[Exim] cheatsheet

This post is a partial copy of this article.


Message-IDs and spool files

The message-IDs that Exim uses to refer to messages in its queue are mixed-case alpha-numeric, and take the form of: XXXXXX-YYYYYY-ZZ. Most commands related to managing the queue and logging use these message-ids. There are three files for each message in the spool directory. If you’re dealing with these files by hand, instead of using the appropriate exim commands as detailed below, make sure you get them all and don’t leave Exim with remnants of messages in the queue.

Files in /var/spool/exim/msglog contain logging information for each message and are named the same as the message-id. Files in /var/spool/exim/input are named after the message-id, plus a suffix denoting whether it is the envelope header (-H) or message data (-D). These directories may contain further hashed subdirectories to deal with larger mail queues.

Basic information

Print a count of the messages in the queue:

# exim -bpc

Print a listing of the messages in the queue (time queued, size, message-id, sender, recipient):

# exim -bp

Print a summary of messages in the queue (count, volume, oldest, newest, domain, and totals):

# exim -bp | exiqsumm

Print what Exim is doing right now:

# exiwhat

Test how exim will route a given address:

# exim -bt alias@localdomain.com

Run a pretend SMTP transaction for a given IP:

# exim -bh

This will display Exim’s checks, ACLs, and filters as they are applied. The message will NOT actually be delivered.

Display all of Exim’s configuration settings:

# exim -bP

Searching the queue with exiqgrep

For messages from a specific sender:

# exiqgrep -f [luser]@domain

For messages for a specific recipient/domain:

# exiqgrep -r [luser]@domain

Print messages older than than 1 day:

# exiqgrep -o 86400 [...]

For messages less than an hour old:

# exiqgrep -y 3600 [...]

There are also a few flags that control the display of the output. Use -i to print just the message-id. Use -c to print a count of messages matching the condition.

Managing the queue

Remove a message from the queue:

# exim -Mrm <message-id>

Freeze a message:

# exim -Mf <message-id>

Thaw a message:

# exim -Mt <message-id>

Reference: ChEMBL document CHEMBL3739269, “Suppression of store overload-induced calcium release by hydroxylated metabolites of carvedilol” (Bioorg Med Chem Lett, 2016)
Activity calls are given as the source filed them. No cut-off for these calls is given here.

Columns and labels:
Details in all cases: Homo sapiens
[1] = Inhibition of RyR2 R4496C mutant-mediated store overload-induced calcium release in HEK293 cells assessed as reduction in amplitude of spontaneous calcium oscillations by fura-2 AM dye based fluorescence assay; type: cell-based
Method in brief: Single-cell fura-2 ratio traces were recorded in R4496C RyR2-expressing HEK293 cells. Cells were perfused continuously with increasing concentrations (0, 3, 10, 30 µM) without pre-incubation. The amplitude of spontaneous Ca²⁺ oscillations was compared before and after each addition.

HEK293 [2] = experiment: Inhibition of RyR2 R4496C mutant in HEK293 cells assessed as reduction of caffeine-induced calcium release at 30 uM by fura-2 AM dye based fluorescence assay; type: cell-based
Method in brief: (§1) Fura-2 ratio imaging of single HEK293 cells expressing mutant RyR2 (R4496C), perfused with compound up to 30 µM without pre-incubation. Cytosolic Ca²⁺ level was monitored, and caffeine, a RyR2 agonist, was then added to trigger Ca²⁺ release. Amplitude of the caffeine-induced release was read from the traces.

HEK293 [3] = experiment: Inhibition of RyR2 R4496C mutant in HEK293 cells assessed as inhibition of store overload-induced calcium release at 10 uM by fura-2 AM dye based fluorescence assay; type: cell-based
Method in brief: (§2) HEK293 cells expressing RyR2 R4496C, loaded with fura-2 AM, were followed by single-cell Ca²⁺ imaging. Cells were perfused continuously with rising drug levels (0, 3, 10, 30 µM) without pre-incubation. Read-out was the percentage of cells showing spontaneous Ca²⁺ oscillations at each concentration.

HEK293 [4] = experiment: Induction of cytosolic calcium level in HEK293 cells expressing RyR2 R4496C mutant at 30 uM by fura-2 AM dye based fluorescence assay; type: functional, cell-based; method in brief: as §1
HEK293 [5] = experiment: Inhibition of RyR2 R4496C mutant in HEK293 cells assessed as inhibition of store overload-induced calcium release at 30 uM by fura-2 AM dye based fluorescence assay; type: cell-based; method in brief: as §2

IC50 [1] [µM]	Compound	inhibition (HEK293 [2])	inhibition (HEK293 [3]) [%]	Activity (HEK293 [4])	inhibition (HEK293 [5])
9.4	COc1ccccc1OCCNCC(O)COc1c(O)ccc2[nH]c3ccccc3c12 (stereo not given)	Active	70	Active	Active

Deliver a message, whether it’s frozen or not, whether the retry time has been reached or not:

# exim -M <message-id>

Deliver a message, but only if the retry time has been reached:

# exim -Mc <message-id>

Remove all frozen messages:

# exiqgrep -z -i | xargs exim -Mrm

Remove all messages older than five days (86400 * 5 = 432000 seconds):

# exiqgrep -o 432000 -i | xargs exim -Mrm

Freeze all queued mail from a given sender:

# exiqgrep -i -f luser@example.tld | xargs exim -Mf

View a message’s headers:

# exim -Mvh <message-id>

View a message’s body:

# exim -Mvb <message-id>

View a message’s logs:

# exim -Mvl <message-id>

SSH through HTTPS proxy

connect-proxy is a simple relaying command to make tunnel TCP connection via SOCKS4/5 or HTTPS proxies. It is mainly intended to be used as proxy command for OpenSSH. To use it first install the appropriate package, connect-proxy on GNU/Debian.

Then adjust your ssh configuration:

# vi ~/.ssh/config 
Host 10.10.1?.* 10.10.2?.* 10.10.3?.* *.foobar.fr
   User root
   ProxyCommand connect-proxy -H %h %p

Here in order to reach these specific hosts we connect through an HTTPS proxy on the port 3128 of the machine Note that you can also use other program, like corkscrew instead of connect-proxy.

[Debian] Disable a service

In the Debian world, the usual method to remove a service from startup without uninstalling the package, is to delete the init’s script symlinks like this:

update-rc.d -f remove foobar

Problem: at the next package upgrade, the post-install script will recreate the symlinks. Fortunately update-rc.d has a lesser-know disable option for this precise use case:

update-rc.d -f disable foobar

[OpenVZ] iptables: Memory allocation problem

Let say you add a new iptable rule inside an container, but this time this happen:

# iptables -I INPUT -s -j DROP
iptables: Memory allocation problem

Where does it come from ?

You probably hit the limit of the numiptent parameter. Check its failcounts:

# egrep "failcnt|numiptent" /proc/user_beancounters

If it’s greater than zero, you have your answer.

Increase the limit

On the host you can redefine the limit (soft and hard) for a container like this:

# vzctl set VPS_ID --save --numiptent 800:1000

Here i double default values.